- Get feedback from other sources. Your best bet is to talk to the teacher. That is the place where your child spends the better part of his active day. A few days back this one girl in my class was really off her game. Missing stationery, skipped homework, and being more aggressive. As she sat there one morning with no pencil, I asked her very quietly if she was okay. Her eyes lingered on me for a moment and she then said her mom was in the hospital. In that moment, I could tell that she felt relieved. I told her it would be okay. I asked all the children to take a moment and pray for the quick recovery of her mother. Her behaviour improved drastically after that and I always kept a pencil especially for her in my pouch. Talk to the child’s friends, maybe there is an issue with peer pressure or bullying. As I said, DETECT. Do it subtly, and tactfully.
- Sit your child down and just listen; always create a safe environment free of criticism, if you’re lucky enough that your child is willing to open his mouth, then don’t let it get clamped up again by being dismissive or judgmental, it may not appear to be a big deal to you, but it is distressing to your child and you owe it to your child to listen and be respectful while you do it. Do NOT throw in your opinion at this time. Listen intently and then repeat what your child has said so that he understands that you have understood. Until this instance has not been reached, avoid your two cents. The sad truth is parents these days, seldom do this. Sometimes, all the child wants, is a sympathetic ear.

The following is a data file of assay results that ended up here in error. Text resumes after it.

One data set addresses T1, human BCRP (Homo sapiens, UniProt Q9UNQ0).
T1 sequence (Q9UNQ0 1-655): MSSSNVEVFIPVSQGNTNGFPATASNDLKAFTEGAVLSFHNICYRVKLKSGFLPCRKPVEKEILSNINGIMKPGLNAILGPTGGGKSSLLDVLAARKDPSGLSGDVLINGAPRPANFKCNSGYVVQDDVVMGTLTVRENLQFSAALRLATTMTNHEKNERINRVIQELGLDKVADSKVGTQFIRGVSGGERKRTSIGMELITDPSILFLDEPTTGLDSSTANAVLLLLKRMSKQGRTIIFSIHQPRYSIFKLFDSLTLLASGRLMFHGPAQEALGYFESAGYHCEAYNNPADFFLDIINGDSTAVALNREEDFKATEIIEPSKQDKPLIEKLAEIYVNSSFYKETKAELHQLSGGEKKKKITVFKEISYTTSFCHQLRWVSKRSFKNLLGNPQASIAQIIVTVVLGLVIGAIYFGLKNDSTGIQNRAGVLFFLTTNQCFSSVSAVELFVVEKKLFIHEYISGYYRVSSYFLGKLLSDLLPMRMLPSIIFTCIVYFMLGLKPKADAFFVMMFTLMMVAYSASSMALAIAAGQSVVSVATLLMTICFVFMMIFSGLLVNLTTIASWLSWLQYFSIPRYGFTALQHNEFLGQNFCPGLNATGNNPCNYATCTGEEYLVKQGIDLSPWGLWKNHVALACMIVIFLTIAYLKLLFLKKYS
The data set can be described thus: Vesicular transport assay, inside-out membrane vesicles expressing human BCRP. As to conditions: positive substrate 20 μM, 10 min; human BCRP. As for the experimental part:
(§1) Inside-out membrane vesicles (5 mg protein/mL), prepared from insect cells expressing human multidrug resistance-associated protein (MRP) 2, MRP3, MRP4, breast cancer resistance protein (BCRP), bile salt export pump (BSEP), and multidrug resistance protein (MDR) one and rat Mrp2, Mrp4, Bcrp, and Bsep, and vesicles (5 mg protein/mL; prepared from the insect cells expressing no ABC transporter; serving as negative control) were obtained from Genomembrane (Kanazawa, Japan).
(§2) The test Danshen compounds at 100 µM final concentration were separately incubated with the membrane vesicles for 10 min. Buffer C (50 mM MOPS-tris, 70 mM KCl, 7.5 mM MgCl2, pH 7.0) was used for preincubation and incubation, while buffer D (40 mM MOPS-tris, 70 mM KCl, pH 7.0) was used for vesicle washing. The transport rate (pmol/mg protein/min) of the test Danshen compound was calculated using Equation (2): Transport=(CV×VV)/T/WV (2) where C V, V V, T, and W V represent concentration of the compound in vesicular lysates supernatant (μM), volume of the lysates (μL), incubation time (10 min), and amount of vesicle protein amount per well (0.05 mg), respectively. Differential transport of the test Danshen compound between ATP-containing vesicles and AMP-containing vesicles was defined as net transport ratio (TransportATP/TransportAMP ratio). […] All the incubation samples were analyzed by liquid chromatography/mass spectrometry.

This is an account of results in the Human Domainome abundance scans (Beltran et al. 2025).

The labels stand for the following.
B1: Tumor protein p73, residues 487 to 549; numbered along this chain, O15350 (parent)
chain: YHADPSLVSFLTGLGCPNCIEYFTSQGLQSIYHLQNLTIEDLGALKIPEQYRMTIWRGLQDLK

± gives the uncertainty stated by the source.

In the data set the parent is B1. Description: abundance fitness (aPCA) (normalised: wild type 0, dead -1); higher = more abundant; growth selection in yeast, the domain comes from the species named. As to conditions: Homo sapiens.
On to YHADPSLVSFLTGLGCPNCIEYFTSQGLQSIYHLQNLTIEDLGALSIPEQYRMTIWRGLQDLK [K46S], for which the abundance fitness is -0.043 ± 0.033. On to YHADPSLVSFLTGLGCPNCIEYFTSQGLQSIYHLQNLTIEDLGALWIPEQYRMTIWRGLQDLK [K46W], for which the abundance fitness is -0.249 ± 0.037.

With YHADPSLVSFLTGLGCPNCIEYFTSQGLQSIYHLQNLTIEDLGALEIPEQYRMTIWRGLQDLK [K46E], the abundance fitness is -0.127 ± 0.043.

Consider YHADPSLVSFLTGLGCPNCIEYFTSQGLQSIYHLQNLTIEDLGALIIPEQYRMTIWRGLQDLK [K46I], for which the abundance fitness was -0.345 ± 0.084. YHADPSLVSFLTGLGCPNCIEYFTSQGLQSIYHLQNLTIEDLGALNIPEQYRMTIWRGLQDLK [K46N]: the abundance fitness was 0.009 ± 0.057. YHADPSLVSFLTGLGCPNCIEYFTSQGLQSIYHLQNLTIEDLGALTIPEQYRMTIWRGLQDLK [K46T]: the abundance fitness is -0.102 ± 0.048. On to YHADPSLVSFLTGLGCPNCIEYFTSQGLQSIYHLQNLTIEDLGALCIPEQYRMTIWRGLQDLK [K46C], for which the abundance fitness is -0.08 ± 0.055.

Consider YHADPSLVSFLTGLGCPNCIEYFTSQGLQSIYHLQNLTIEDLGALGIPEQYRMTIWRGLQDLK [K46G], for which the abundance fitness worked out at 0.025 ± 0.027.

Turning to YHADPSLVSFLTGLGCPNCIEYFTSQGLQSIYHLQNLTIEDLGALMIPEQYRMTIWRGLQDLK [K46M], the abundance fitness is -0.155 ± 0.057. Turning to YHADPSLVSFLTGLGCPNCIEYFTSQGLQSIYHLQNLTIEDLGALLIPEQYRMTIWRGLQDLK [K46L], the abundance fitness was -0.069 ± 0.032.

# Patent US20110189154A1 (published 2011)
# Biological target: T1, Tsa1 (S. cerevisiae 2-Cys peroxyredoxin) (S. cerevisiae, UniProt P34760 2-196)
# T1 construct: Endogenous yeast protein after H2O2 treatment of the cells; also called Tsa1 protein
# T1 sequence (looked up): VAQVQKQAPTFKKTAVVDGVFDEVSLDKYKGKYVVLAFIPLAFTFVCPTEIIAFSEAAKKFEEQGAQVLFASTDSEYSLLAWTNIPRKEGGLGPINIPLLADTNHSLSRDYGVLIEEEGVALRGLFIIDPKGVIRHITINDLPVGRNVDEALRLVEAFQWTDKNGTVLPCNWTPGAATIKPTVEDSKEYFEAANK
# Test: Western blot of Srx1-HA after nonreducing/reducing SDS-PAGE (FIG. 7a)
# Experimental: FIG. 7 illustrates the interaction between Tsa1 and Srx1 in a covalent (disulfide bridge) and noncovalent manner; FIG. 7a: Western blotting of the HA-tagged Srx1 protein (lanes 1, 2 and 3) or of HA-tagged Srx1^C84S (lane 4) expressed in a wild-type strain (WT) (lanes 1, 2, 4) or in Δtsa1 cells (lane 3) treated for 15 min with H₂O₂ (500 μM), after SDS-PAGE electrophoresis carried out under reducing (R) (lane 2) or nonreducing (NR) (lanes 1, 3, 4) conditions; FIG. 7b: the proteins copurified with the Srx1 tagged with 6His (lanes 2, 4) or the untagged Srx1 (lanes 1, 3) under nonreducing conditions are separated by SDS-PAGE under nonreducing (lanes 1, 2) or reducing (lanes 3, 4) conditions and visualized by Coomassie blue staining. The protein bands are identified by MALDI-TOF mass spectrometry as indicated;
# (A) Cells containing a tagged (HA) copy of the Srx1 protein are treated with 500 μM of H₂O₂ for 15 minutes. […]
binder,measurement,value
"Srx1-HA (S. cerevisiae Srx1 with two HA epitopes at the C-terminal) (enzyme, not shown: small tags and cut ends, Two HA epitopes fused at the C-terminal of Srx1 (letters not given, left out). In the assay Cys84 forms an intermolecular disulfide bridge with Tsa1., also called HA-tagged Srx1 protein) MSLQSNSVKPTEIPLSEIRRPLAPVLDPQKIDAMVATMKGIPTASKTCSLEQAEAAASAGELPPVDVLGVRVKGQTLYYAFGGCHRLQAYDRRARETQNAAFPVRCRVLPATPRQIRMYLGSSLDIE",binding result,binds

- Now ask him if he wants help; it’s a lot like our relationship with food, it goes down easier if we’re hungry and if it’s good. Without your child’s willingness to accept your help, and your the help that you suggest being acceptable, it will do both of you little good. Take your cue from his body language and speak in terms your child will understand. A child who is devastated at the loss of his mother will not be placated by a simple “It’s going to be okay, we have each other.” The child has lost his mother, be compassionate. If the child has a teacher who is picking on him then ask him if he would like you to talk to her. In fact, here’s a radical thought… why not ask the child what he would have you do!